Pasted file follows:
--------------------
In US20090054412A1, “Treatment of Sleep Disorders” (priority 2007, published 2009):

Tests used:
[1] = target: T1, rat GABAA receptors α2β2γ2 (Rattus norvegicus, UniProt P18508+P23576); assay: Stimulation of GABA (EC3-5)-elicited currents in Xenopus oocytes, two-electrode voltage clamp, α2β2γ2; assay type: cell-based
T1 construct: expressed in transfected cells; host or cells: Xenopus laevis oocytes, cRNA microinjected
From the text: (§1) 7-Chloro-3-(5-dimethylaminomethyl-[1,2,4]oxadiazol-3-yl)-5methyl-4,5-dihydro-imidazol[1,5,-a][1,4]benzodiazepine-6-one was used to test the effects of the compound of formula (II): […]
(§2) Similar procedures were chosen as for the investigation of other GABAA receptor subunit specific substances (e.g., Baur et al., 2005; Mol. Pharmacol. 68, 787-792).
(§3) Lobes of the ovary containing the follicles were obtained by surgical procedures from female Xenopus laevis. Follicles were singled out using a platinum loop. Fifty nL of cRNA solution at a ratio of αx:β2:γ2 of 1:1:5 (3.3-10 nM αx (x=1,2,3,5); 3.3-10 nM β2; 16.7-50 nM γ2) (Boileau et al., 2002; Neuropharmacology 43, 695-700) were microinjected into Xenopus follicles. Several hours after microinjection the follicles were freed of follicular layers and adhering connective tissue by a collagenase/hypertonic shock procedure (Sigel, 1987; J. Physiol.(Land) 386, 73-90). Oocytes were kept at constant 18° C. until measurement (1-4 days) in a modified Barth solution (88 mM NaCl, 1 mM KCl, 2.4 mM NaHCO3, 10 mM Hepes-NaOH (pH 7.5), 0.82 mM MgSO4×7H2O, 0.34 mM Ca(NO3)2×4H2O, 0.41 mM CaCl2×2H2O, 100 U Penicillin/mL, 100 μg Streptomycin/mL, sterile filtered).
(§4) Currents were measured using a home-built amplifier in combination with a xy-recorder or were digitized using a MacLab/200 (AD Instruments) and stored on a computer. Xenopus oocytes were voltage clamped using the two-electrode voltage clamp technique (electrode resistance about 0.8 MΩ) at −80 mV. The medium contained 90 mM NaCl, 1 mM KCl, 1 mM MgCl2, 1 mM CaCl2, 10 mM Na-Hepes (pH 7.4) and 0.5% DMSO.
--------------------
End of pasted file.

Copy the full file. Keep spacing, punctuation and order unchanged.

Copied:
In US20090054412A1, “Treatment of Sleep Disorders” (priority 2007, published 2009):

Tests used:
[1] = target: T1, rat GABAA receptors α2β2γ2 (Rattus norvegicus, UniProt P18508+P23576); assay: Stimulation of GABA (EC3-5)-elicited currents in Xenopus oocytes, two-electrode voltage clamp, α2β2γ2; assay type: cell-based
T1 construct: expressed in transfected cells; host or cells: Xenopus laevis oocytes, cRNA microinjected
From the text: (§1) 7-Chloro-3-(5-dimethylaminomethyl-[1,2,4]oxadiazol-3-yl)-5methyl-4,5-dihydro-imidazol[1,5,-a][1,4]benzodiazepine-6-one was used to test the effects of the compound of formula (II): […]
(§2) Similar procedures were chosen as for the investigation of other GABAA receptor subunit specific substances (e.g., Baur et al., 2005; Mol. Pharmacol. 68, 787-792).
(§3) Lobes of the ovary containing the follicles were obtained by surgical procedures from female Xenopus laevis. Follicles were singled out using a platinum loop. Fifty nL of cRNA solution at a ratio of αx:β2:γ2 of 1:1:5 (3.3-10 nM αx (x=1,2,3,5); 3.3-10 nM β2; 16.7-50 nM γ2) (Boileau et al., 2002; Neuropharmacology 43, 695-700) were microinjected into Xenopus follicles. Several hours after microinjection the follicles were freed of follicular layers and adhering connective tissue by a collagenase/hypertonic shock procedure (Sigel, 1987; J. Physiol.(Land) 386, 73-90). Oocytes were kept at constant 18° C. until measurement (1-4 days) in a modified Barth solution (88 mM NaCl, 1 mM KCl, 2.4 mM NaHCO3, 10 mM Hepes-NaOH (pH 7.5), 0.82 mM MgSO4×7H2O, 0.34 mM Ca(NO3)2×4H2O, 0.41 mM CaCl2×2H2O, 100 U Penicillin/mL, 100 μg Streptomycin/mL, sterile filtered).
(§4) Currents were measured using a home-built amplifier in combination with a xy-recorder or were digitized using a MacLab/200 (AD Instruments) and stored on a computer. Xenopus oocytes were voltage clamped using the two-electrode voltage clamp technique (electrode resistance about 0.8 MΩ) at −80 mV. The medium contained 90 mM NaCl, 1 mM KCl, 1 mM MgCl2, 1 mM CaCl2, 10 mM Na-Hepes (pH 7.4) and 0.5% DMSO.